|Publication number||US5121500 A|
|Application number||US 07/701,308|
|Publication date||Jun 9, 1992|
|Filing date||May 13, 1991|
|Priority date||Dec 30, 1988|
|Publication number||07701308, 701308, US 5121500 A, US 5121500A, US-A-5121500, US5121500 A, US5121500A|
|Inventors||David L. Arlington, Jacqueline K. Morris, Hehching H. Li, Jerry K. Radcliffe|
|Original Assignee||International Business Machines Corporation|
|Export Citation||BiBTeX, EndNote, RefMan|
|Patent Citations (9), Referenced by (118), Classifications (8), Legal Events (4)|
|External Links: USPTO, USPTO Assignment, Espacenet|
This is a continuation of application Ser. No. 07/292,199 filed Dec. 30, 1988.
1. Technical Field
This invention relates generally to techniques for identifying what parts have been installed in a computer system, and more specifically to automated methods of determining the location and identification of physically interchangeable computer components.
2. Description of Related Art
In some computer systems, there can be many part numbers and/or Engineering Changes (EC) used for a single component. This is often particularly true with respect to memory components. It is also common practice to allocate card slots for special system feature cards that are not required for normal system operation, and the actual cards installed varies from machine to machine. The system must be able to accurately identify exactly what parts are installed for several reasons.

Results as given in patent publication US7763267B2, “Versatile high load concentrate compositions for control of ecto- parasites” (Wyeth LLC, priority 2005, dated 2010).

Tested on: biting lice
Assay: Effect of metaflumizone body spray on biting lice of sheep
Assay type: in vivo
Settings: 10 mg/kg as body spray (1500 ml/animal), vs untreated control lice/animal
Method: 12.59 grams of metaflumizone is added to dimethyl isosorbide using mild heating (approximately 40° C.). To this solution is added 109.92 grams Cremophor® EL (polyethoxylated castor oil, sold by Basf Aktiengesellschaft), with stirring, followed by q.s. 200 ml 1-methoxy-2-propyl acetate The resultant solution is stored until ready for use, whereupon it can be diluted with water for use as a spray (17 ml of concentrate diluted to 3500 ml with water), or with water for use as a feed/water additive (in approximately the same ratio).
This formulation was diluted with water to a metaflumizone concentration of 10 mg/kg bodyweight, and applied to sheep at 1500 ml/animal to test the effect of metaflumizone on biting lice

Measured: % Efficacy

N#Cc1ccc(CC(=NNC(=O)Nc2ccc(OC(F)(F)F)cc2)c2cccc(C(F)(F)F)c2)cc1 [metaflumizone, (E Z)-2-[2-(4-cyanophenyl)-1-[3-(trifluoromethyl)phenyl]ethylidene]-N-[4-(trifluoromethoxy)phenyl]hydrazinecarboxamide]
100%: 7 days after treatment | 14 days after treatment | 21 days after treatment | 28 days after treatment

For instance, there may be several different memory card part numbers which can be installed in a given card location depending on the system configuration. These different card part numbers may all use the same interface chip part number. Such a multiple-use chip has unique register initialization requirements for each card part number in order to accommodate for the different memory array technologies, the clock speed, card densities, and the system that it is operating in. The same card may be used in multiple systems. One system may have single card operation. Another system may use two of the memory cards working as a pair and the two cards must be compatible. This concept of the multiple-use chip programmability feature is described more fully in pending application Ser. No. 206,757 entitled Smart Memory Card Architecture and Interface filed Jun. 15, 1988 and commonly owned by the assignee of the present application. Without proper compatibility, the card would not operate correctly. There is also an exposure (especially when dynamic RAM arrays are involved) that a part supplied with invalid initialization data could run out of specification without being detected by the system. The chip operates differently in each of these environments and the initialization data controls these operations.